It All Starts with The Hundred

I’m struggling, ok, dying, trying to do The Hundred. Jay Grimes is standing over me, and I think he’s laughing a little. It’s my first lesson with him, and after five years of consistent Pilates practice and teaching, it’s like I’ve never done The Hundred before.


He stopped me and said, “Did you know Pilates is one exercise and 500 variations?” I shook my head, eyes wide. And then he followed up with, “And do you know what that exercise is?” Again, dumbfounded, I shook my head (still in The Hundred and dying, BTW). “It’s the double-leg pull. It has everything: the strong center, the two-way stretch, and the breath. And you can find it in every exercise.” And he was right. And then I had to finish The Hundred


Now here’s the thing about the one-exercise theory. Any exercise can be the one.


For me, these days, it’s The Hundred. 


Often considered the signature exercise in the Pilates system, The Hundred has it all – the breath, abdominal strength, lower and upper body connections, and the ever-elusive two-way stretch. It’s the exercise that leads to and leads from so many exercises.


In Return to Life, Joseph Pilates gives clear-cut instructions on the exercises, and there are so many gems to be found, bits of forgotten wisdom on every page. For The Hundred, two, in particular, are the keys to success.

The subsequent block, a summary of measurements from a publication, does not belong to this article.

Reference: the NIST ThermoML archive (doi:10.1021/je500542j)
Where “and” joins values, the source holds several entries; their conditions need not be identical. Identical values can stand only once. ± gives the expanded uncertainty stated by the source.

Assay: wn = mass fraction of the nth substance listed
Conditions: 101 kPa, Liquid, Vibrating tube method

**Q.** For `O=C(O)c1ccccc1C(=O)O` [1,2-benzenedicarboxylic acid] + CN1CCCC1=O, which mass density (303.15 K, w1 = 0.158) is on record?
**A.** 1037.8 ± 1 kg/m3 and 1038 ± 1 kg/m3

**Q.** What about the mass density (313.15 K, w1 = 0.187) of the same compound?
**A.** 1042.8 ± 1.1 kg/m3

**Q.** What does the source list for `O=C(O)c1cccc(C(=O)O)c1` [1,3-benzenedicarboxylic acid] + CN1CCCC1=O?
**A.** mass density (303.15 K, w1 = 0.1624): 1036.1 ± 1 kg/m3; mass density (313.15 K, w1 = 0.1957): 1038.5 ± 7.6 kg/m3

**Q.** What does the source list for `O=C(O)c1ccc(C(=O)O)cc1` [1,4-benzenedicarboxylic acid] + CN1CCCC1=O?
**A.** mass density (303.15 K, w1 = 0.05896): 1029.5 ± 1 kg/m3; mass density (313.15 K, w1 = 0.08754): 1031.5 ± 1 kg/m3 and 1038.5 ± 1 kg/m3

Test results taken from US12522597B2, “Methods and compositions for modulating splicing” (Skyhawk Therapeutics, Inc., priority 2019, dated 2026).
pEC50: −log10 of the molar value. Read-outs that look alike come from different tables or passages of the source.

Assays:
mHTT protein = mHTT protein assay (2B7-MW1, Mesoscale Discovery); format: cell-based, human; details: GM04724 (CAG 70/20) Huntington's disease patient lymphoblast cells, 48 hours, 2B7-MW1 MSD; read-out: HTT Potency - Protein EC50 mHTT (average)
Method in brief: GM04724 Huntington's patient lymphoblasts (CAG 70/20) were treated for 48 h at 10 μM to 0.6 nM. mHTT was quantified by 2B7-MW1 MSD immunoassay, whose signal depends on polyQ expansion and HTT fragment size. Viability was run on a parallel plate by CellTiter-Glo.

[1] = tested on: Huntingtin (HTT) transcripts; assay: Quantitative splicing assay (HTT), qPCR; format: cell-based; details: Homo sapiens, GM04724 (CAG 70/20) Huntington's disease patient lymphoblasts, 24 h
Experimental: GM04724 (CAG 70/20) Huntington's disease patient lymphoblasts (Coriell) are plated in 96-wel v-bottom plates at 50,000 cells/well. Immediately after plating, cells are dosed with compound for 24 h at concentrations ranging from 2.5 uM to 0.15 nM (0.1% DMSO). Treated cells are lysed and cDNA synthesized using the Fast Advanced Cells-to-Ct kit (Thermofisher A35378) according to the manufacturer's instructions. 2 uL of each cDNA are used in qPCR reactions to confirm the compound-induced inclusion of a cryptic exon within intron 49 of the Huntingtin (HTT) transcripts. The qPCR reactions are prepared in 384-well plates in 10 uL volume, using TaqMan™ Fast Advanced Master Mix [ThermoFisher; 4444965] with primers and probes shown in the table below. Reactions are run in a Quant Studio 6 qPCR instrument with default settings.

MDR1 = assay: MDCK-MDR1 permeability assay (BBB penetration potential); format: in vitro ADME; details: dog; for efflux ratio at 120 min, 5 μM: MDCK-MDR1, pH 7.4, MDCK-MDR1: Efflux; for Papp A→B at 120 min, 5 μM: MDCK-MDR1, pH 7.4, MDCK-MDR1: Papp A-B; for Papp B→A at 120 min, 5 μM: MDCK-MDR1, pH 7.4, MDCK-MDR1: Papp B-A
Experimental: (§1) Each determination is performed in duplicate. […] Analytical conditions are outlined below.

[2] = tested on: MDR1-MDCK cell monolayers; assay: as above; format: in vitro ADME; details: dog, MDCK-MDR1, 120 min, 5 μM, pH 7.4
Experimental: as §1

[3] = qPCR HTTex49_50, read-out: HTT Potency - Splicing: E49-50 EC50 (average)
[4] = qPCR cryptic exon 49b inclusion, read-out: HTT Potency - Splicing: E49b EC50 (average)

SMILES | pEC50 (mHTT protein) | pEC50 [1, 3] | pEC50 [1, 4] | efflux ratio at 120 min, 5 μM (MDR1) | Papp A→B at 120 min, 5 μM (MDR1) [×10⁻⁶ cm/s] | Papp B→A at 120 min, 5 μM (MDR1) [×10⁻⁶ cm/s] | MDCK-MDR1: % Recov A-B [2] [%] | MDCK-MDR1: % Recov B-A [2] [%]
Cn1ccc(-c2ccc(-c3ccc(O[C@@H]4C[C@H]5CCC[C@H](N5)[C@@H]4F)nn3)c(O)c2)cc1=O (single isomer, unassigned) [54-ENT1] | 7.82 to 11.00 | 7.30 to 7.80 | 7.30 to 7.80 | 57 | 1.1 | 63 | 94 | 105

Return to Life starts us here:

  1. Lie flat with the body resting on the mat or floor
  2. Stretch the arms (shoulder-wide, touching the body, palms down) straight forward
  3. Stretch the legs (close together, knees locked) straight forward
  4. Stretch the toes (pointed) forward and down








  1. Lift both feet about 2″ above the mat or floor
  2. Raise head with eyes focused on toes
  3. Raise both arms about 6″ to 8″ above the thighs







Coming up from below

If we begin the exercise by lying flat, with the arms by the sides, lengthen the body, and pull up into the hundreds position from below, we create a strong and supported center through an elongated c-curve. The back anchors to the mat to allow the psoas (troublemaker on a good day) to move from length into contraction, which helps stabilize the back into the mat rather than pulling it away to support the legs’ weight and allows the seat to do its job.


The Breath

Roll into the exercise in an inhale and start the pumping on an exhale. Coming into the exercise on an inhale fills the lungs and opens the back and the rib cage, creating space and length to support the upper c-curve. And if we’re actively inhaling with the movement, it opens the throat and releases tension from the front of the neck. When we exhale on the first five pumps, the center tensions and tones. It supports the position, anchors the back, and encourages diaphragmatic breath. 


Are you curious about what the elders have to say about The Hundred? Check out this article which features comments from Ron Fletcher, Eve Gentry, Bruce King, Romana Kryzanowska, and Carola Trier.


Karen Frischmann is a mentor for Pilates teachers looking to refine their craft and gain a deep understanding of the classical Pilates method. A true teacher’s teacher, she applies her 25 years of experience, extensive knowledge of the body, and sharp attention to detail to creating programs and workshops that nurture teachers around the world.



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